Trailers' Underride Guards Often Fail: IIHS
The Insurance Institute for Highway Safety has petitioned NHTSA to require stronger guards on tractor-trailers. Currently, the trailer, guard, bolts, and welding don't have to be tested as a whole system.
Crash testing done by the Insurance Institute for Highway Safety indicates the underride guards required at the lower rear end of tractor-trailers can fail in relatively low-speed crashes, the institute announced March 1. IIHS said it has petitioned the National Highway Traffic Safety Administration to require stronger guards.
"Cars' front-end structures are designed to manage a tremendous amount of crash energy in a way that minimizes injuries for their occupants," said IIHS President Adrian Lund. "Hitting the back of a large truck is a game changer. You might be riding in a vehicle that earns top marks in frontal crash tests, but if the truck's underride guard fails -— or isn't there at all -— your chances of walking away from even a relatively low-speed crash aren't good."
Photos of the tests are shown here. They were done by crashing a 2010 Chevrolet Malibu at 35 mph into three parked trucks' guards that meet U.S. and/or Canadian standards. (IIHS says the Malibu is one of its Top Safety Picks and earns a five-star safety rating in NHTSA's New Car Assessment Program.) The strongest guard, as designed, prevented the car's passenger compartment from running beneath the truck, and this would have been a survivable crash, Lund said. Still, this guard worked as intended only when the car struck the center of the guard.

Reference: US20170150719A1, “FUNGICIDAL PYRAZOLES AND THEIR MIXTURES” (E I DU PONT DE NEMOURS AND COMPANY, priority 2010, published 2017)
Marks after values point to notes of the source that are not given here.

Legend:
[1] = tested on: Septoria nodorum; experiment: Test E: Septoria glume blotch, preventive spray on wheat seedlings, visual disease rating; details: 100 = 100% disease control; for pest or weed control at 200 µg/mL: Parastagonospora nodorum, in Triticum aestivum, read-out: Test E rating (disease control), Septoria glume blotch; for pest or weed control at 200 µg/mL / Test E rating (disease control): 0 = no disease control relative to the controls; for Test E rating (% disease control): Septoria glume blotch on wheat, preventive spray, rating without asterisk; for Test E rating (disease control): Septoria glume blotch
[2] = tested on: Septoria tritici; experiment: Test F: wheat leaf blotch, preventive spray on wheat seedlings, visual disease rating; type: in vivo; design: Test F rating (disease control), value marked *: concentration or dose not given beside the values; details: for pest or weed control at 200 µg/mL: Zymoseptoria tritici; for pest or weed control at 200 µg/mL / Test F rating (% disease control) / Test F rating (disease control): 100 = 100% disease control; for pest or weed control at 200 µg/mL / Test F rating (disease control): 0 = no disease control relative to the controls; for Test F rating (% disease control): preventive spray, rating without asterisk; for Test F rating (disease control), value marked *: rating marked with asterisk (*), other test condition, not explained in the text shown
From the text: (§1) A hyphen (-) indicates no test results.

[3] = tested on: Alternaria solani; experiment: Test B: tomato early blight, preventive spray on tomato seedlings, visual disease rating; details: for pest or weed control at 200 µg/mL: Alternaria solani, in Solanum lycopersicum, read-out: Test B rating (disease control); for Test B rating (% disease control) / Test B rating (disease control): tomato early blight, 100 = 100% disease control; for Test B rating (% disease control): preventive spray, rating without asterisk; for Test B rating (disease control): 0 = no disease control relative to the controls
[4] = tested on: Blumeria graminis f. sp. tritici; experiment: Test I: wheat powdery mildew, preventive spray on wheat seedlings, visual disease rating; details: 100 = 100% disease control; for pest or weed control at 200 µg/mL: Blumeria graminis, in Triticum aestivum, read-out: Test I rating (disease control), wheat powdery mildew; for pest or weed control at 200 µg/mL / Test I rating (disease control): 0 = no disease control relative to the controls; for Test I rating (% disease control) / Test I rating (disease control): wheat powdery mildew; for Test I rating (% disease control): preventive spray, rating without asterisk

The weakest guard -- manufactured by Hyundai Translead and certified to U.S. and Canadian standards -- allowed severe penetration. Its guard "bent forward, sheared its attachment bolts, and broke after the Malibu hit it in the center rear at 35 mph," according to IIHS.
The institute said NHTSA has estimated about 423 people in passenger vehicles die per year when their vehicles hit the rear of large trucks, and more than 5,000 passenger vehicle occupants are injured. "The aim was to see if some underride guards perform better than others and to identify what crash speeds and configurations produce different types of failure," Lund said. "Damage to the cars in some of these tests was so devastating that it's hard to watch the footage without wincing. If these had been real-world crashes, there would be no survivors."